Archive:

Day: December 28, 2016

Would Greek Cypriots accept the return of the north of Cyprus if the Turkish Cypriots were expelled?

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Posted in categories: Culture, Modern Greek

I’ll second Spyros Theodoritsis. Yes, Greek Cypriots killed Turkish Cypriots in Cyprus in intercommunity violence. Yes, there was de facto partition of the island since 1963. Yes, if you talk to at least some Greek Cypriots for long enough (as I did with my uncle there), you’ll work out that despite their professed desire for […]

Why did the Ancient Greeks refer to Ancient Blacks (the Ethiopians) as ‘blameless’ and ‘favored by the gods’? Also, what does it mean?

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Posted in categories: Ancient Greek, Culture

(Oh, God, not Afrocentric history, anything but that.) Afrocentric pages online say Diodorus Siculus said: “The Aethiopians (Ethiopians) are high favored with the gods, they were the first of all men created by the gods and were the founders of the Egyptian Civilization.” Diodorus Siculus actually says this: LacusCurtius • Diodorus Siculus Now the Ethiopians, […]

Why can’t we perceive onomatopoeia in other languages as easily as in our native language?

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Posted in categories: General Language, Linguistics

René Alix has basically covered it in his answer (Vote #1 René Alix’s answer to Why can’t we perceive onomatopoeia in other languages as easily as in our native language?) But there’s something that’s only implicit in René’s answer, that I’ll make explicit: No actual dogs really sound like that. And so you get the […]

What is the twenty-third letter of the Latin alphabet?

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Posted in categories: English, Other Languages, Writing Systems

I see what you did there, OP. Yes, the 23rd letter of the Latin alphabet depends on which version of the Latin alphabet you’re using: there’s no universal 23rd letter, because there’s no universal repertoire of Latin letters. Some languages have fewer letters than English. Some have more letters than English. Some languages count letters […]

What does a linguist think of Albanian as he first starts to study it?

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Posted in categories: Linguistics, Other Languages

Vote #1 Sam Ahmed: Sam Ahmed’s answer to What does a linguist think of Albanian as he first starts to study it? As someone who’s both Greek and who was looking for things about the Balkan Sprachbund, I had the same reactions. With the added component of “… God, this is just like Greek” a […]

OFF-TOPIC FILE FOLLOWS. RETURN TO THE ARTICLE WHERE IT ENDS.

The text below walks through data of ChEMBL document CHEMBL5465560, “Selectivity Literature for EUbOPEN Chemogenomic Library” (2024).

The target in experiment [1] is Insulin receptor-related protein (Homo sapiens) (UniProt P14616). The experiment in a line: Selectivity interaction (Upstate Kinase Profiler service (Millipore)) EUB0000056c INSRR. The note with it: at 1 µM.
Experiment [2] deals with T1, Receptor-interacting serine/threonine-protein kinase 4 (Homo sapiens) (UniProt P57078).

What are the distorsions in the various (French, German, etc.) versions of the Erasmian Ancient Greek pronunciation?

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Posted in categories: Ancient Greek, Linguistics

Pronunciation of Ancient Greek in teaching – Wikipedia Wikipedia enumerates English, French, German, Italian. I’ll list the pronunciations that I would deem wrong from the currently accepted reconstruction of Ancient Greek. I’m not even going to list the traditional distortions of Erasmian in English courtesy of the Great English Vowel Shift, and some bizarre notions […]

What are some strategies of anaphor binding/coindexation in languages and other strategies to resolve or compensate referent ambiguity?

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Posted in categories: General Language, Linguistics

I should know a good answer to this, as part of my apprenticeship (being a research assistant) was tracking referents in Acehnese discourse for Mark Durie. The obvious answers I think have already been given. Gender in all its manifold forms, extending to noun classes. Deixis. Politeness strategies and social deixis. Reflexives, including long-distance reflexives […]

Linguistically speaking, why is the relationship between the signifier and signified mostly arbitrary?

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Posted in categories: General Language, Linguistics

Vote #1 Michael Minnich: Michael Minnich’s answer to Linguistically speaking, why is the relationship between the signifier and signified mostly arbitrary? It brings up several pertinent reasons. My answer’s simpler: restricting ourselves to lexicon, non-arbitrary signifier–signified relations in a spoken language are going to be limited to referents that make a sound. Most verbs and […]

If the word “homo religiosus” used by scholars mean a ‘religious human,’ what would be an equivalent Latin term for a “meaning seeking human”?

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Posted in categories: Latin, Linguistics

Homo significans, “human who makes meaning”, is already a well established expression. So is homo interpres, “interpreting human”, human who makes sense of things. You’re doing something more subtle: “seeking meaning in the universe, anticipating that there will be meaning”. It’s very close to homo interpres. But if you want to be more explicit: homo […]